MONTPELIER, Vt. – Democratic presidential hopeful Howard Dean (search), facing criticism from his rivals about sealed records from his 11 years as governor, is looking at ways to open up some of the documents, the campaign said Wednesday.
"He's looking into the options," campaign spokesman Jay Carson said of Dean, "what options there might be to balance transparency with the legitimate privacy rights of others."
The former Vermont governor has come under increasing pressure from his Democratic rivals and some Republicans to open about 145 boxes of sealed correspondence and other records from the time he held the state's top job. Dean served as governor from 1991 to this past January.
Democratic candidate Joe Lieberman criticized Dean on Monday, arguing that sealing the gubernatorial records (search) does not fit with Dean's efforts to present himself as a straight talker.
"That's not the way to build public trust - especially after three years of secret-keeping and information-blocking by George W. Bush," Lieberman said.
Another Dean rival, John Kerry, said: "As president, openness will be the hallmark of my administration, not some talking point."
Carson said "the vast majority" of Dean's records are open for public viewing in the Vermont state archives (search). But some have been sealed for 10 years, under an agreement negotiated between Dean, the Vermont secretary of state's office and the attorney general.
Previous governors sealed their private papers for six years, but Dean's papers are to be sealed for 10 years under the agreement he reached before leaving office.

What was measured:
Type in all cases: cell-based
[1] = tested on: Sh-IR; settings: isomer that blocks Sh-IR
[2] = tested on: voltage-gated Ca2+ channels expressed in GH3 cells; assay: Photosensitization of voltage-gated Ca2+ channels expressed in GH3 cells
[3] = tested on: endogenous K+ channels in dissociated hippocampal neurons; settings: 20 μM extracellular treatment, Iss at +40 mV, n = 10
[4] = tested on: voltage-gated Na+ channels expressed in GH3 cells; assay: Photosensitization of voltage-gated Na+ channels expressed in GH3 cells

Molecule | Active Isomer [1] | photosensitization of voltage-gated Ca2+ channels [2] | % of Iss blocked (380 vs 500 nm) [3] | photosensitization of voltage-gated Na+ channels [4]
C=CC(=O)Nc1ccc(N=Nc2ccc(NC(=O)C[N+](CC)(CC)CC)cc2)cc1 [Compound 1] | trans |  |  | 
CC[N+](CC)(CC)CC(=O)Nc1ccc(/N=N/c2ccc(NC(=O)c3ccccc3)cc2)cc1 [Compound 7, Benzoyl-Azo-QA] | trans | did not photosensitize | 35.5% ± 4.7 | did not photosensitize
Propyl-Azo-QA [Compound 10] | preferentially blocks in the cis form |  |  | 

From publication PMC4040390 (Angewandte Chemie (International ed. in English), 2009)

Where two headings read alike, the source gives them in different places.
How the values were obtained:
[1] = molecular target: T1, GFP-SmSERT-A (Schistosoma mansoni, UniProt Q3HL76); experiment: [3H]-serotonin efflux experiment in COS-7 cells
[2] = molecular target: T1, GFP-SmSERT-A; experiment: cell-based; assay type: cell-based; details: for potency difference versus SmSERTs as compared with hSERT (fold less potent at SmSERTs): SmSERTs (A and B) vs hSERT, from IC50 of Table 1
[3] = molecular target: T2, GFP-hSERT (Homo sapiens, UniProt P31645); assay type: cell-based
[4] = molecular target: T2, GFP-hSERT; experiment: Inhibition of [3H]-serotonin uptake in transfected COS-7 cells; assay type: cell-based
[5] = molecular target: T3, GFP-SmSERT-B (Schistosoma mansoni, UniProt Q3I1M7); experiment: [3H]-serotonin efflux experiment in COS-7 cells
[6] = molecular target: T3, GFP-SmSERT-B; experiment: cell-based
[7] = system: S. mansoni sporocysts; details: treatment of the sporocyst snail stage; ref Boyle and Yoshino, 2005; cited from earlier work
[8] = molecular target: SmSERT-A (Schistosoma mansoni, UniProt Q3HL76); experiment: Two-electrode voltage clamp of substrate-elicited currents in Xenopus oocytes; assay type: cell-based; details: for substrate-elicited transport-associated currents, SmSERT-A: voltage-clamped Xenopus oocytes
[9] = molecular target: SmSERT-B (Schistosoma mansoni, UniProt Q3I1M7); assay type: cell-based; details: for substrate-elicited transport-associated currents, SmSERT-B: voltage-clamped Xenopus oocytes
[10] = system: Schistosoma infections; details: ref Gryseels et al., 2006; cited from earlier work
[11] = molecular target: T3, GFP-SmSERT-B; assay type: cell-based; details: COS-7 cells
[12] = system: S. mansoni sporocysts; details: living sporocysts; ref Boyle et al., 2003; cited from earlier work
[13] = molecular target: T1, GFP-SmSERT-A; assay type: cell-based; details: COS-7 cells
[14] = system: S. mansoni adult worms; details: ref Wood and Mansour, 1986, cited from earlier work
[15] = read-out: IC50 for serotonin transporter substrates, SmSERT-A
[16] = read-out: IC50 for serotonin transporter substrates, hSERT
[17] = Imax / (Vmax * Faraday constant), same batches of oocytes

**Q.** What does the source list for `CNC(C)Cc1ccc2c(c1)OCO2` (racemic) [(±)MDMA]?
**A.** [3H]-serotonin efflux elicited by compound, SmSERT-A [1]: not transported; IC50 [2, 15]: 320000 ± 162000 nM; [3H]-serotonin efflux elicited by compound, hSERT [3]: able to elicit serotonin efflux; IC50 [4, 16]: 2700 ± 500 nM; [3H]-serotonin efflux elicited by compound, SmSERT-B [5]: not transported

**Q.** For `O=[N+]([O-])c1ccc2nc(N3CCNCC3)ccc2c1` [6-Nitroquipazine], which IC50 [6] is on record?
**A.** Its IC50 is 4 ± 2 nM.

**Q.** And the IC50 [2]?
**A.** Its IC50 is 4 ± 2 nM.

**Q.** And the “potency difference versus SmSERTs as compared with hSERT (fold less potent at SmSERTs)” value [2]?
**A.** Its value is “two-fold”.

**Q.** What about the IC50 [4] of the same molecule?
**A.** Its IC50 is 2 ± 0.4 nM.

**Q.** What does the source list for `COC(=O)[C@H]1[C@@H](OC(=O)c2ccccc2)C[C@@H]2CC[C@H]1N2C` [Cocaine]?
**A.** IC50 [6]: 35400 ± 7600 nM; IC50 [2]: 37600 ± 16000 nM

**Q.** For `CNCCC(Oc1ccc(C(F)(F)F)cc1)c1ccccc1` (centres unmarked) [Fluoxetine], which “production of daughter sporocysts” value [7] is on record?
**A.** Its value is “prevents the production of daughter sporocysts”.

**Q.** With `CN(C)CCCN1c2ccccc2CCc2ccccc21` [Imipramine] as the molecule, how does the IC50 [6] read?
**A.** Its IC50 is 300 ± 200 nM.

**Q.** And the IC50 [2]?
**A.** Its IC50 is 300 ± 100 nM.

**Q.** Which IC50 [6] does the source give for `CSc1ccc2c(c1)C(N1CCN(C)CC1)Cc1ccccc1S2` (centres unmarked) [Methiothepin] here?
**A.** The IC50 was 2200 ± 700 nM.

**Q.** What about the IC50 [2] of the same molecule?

Dean told a network newscast on Monday: "You don't actually get to seal the majority of records, just those sensitive parts that apply to other people. President Bush sort of takes the cake for his sealing. He actually had his sent, as I understand it, to his father's presidential library, where there's a 50-year seal."
Dean said: "I'll unseal mine if he'll unseal his."
Bush's gubernatorial documents are in the custody of the Texas State Library and Archives Commission (search) and most of them are open under Texas public record laws. After Bush's term as governor ended, the documents were sent to his father's presidential library at Texas A&M University. The documents were moved back to archive them.
Republican National Committee Chairman Ed Gillespie, in a trip to Vermont Tuesday in which he criticized Dean on military issues, challenged the Democrat to open the one-third of his gubernatorial papers that are under seal.
"I'm sure that when Dr. Dean learns that President Bush's public papers as governor are now unsealed, he will be good to his word and unseal the papers of his governorship as well," Gillespie said.